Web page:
Natalie Akoorie

Natalie Akoorie is a reporter at the NZ Herald based in Hamilton.

Residents upset by cycleway

Couple say 'pretty awful' boardwalk obscures view of lake and will hit their property value.

Karen Fleming says her view has been ruined by the elevated part of the cycleway. Photo /Christine Cornege
Karen Fleming says her view has been ruined by the elevated part of the cycleway. Photo /Christine Cornege

A charitable trust whose members include Olympic gold medallists Rob Waddell and Sarah Ulmer has upset landowners whose view of Lake Karapiro is now obscured by a cycleway meant for the community.

Karen Fleming and Peter Johnson say the Te Awa River Ride Charitable Trust has ruined the view from their home across the lake, south of Cambridge, by elevating a section of the cycleway for safety.

Ms Fleming called the wooden boardwalk and 1.2m-high fence with wire mesh ugly and obtrusive and said when they complained to the trust, she was told they could pay $20,000 to have it lowered.

The couple built their house on Maungatautari Rd near Lake Karapiro Domain 12 years ago and raised it up to get 180-degree views of the lake.

But now only vegetation on the opposite banks of the lake can be seen over the 80m section of cycleway where a narrow verge prevented continuation of the concrete pathway.

The couple believe the blocked view will hurt the value of their property.

"We think it's pretty awful. We support it going through; however, what we're upset about is that our views are going."

The trust was established in August 2010 to spearhead the 70km riverside cycleway from Ngaruawahia through Hamilton and Cambridge to Lake Karapiro and Horahora.

Waddell said he sympathised with the couple's concerns but when the trustees found out about the situation "they put the brakes on it" and looked at what they could do but couldn't resolve the issue.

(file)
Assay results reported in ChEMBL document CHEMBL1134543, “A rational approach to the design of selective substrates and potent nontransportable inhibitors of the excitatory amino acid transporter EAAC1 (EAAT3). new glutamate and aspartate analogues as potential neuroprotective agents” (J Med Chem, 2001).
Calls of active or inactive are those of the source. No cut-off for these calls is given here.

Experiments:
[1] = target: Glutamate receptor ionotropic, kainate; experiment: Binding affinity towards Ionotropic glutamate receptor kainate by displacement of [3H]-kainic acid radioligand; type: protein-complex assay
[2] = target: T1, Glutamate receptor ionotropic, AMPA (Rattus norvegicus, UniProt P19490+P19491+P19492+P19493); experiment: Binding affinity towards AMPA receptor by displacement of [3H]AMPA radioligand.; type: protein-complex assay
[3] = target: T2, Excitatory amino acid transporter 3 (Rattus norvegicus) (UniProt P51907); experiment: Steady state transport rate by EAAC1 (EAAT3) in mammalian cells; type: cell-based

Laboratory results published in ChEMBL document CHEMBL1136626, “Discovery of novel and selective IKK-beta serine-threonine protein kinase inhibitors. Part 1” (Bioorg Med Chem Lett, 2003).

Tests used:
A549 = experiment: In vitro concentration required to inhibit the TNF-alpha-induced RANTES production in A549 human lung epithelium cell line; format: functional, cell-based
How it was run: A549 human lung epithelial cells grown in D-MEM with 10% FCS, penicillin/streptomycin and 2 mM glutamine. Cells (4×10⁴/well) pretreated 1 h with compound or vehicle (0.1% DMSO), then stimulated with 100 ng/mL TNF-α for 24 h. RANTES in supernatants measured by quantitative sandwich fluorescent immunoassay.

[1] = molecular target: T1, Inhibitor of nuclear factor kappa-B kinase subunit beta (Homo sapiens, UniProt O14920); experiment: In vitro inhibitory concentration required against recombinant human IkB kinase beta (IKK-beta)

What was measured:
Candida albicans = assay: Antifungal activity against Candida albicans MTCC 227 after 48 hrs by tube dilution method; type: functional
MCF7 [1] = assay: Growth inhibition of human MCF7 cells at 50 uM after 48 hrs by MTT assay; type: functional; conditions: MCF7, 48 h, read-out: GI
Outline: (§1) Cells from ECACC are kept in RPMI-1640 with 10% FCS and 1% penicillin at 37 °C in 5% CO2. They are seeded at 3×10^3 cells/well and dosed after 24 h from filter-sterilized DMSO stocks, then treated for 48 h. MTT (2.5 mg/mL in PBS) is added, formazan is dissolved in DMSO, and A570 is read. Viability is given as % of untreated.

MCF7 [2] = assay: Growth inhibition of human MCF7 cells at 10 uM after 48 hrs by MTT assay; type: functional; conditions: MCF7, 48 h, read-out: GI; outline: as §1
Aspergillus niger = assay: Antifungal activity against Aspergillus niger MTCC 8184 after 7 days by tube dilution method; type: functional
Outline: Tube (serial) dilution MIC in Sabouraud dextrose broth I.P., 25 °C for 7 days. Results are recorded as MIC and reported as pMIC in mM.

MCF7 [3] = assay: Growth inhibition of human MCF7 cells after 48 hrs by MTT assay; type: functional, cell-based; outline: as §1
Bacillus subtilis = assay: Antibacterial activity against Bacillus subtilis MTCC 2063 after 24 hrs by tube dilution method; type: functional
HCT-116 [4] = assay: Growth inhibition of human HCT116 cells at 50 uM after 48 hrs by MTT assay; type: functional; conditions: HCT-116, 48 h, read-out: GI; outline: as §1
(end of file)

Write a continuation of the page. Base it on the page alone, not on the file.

They felt they did everything they could. He said unfortunately it wasn't the couple's land and the cycleway was for the whole community to enjoy.

"It's community money and we are responsible for that."

Trustee Simon Perry said it was disappointing to upset even one resident.

"But the reality here is we're fully funding this section of the cycleway and we're not asking for any ratepayer funding and there's a limit to what we can fund in terms of improvements to satisfy individual members of the community."

Project general manager Jennifer Palmer said the trust halted construction for three weeks to sort out the issue, and had construction company Livingstone Builders source a quote for a glass balustrade, but this was also declined by the couple.

"It's important to remember that we have to make the cycleway as safe as possible."

Ms Palmer said it was safer to have that section slightly above ground to give cyclists added protection from traffic and prevent people parking on it.

The 2km Karapiro section cost $2 million to build and funding came from community grants.

The ride is not part of the country's 19 cycle trails set up by the Government.

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